The U.S. government moved toward reopening its border to Canadian beef Wednesday.

The White House budget office said it completed its review of the Department of Agriculture's plan to relax a ban on Canadian cattle imports that has been in place since May 2003. That's when Canada announced its first domestic case of mad cow disease.

"After conducting an extensive review, we are confident that imports of certain commodities from regions of minimal risk can occur with virtually no risk to human or animal health," said Agriculture Secretary Ann M. Veneman. "Our approach is consistent with guidelines established by the World Organization for Animal Health, or OIE, and relies on appropriate, science- based risk mitigation measures."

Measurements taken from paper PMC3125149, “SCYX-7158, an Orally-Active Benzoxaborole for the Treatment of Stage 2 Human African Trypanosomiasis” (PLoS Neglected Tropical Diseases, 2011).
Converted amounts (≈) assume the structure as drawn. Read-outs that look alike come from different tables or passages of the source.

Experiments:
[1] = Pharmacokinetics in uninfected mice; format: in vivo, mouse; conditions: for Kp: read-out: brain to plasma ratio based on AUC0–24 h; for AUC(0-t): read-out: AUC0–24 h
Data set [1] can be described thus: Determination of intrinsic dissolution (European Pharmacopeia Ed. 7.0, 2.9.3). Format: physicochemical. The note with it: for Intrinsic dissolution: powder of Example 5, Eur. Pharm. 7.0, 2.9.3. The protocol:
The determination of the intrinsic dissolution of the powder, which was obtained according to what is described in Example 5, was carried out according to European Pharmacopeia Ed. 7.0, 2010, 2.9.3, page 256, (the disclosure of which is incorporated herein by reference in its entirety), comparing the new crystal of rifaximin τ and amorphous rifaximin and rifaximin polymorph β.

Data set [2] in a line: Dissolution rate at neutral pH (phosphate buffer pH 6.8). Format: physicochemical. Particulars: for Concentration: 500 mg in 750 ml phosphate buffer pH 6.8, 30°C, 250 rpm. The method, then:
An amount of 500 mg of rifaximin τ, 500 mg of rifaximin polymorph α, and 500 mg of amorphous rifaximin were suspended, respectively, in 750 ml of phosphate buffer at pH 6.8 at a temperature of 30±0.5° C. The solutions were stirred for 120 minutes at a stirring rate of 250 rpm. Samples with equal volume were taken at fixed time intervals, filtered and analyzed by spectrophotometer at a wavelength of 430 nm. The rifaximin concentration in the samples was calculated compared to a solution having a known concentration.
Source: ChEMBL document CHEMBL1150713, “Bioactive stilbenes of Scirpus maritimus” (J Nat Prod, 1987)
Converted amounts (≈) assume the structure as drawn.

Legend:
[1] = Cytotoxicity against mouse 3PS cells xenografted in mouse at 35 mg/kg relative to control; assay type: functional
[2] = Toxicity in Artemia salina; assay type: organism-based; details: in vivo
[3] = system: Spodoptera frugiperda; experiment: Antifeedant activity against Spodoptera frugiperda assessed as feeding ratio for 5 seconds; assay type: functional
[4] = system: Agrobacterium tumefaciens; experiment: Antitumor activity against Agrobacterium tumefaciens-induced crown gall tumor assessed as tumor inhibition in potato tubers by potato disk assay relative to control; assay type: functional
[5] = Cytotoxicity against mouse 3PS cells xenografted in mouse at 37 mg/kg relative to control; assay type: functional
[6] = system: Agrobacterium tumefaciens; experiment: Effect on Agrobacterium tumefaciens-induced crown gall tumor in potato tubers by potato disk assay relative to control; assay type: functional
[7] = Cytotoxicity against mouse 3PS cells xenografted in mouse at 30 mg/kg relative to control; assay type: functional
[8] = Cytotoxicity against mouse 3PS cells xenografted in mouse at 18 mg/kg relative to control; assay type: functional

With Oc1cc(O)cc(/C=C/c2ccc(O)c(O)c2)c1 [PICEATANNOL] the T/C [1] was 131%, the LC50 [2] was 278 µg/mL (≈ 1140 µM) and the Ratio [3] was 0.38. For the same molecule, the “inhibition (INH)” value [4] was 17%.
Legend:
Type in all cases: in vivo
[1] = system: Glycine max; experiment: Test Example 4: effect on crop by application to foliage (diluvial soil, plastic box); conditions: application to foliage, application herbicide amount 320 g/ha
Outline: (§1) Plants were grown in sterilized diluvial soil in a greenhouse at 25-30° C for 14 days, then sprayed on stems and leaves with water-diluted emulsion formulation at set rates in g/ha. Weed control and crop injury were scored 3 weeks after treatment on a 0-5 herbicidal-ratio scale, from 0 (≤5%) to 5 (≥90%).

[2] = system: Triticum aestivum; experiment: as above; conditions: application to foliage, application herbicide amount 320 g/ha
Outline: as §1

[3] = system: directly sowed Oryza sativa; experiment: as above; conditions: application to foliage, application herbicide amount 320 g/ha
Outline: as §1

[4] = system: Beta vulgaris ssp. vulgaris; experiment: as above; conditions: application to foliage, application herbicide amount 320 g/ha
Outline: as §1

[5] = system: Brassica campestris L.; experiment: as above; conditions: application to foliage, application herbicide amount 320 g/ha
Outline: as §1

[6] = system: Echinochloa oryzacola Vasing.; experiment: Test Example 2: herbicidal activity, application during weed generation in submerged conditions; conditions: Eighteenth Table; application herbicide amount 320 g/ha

The government said Canada is a "minimal risk" region.

The government is expected to publish a new regulation on the matter, which will trigger a 60-day congressional review to clear the way to expand trade this spring.

In 2002, Canada exported 1.7 million head of cattle to the U.S. Canadian beef producers estimate they've lost more than $4 billion since a BSE-infected cow was found in Alberta back in May 2003.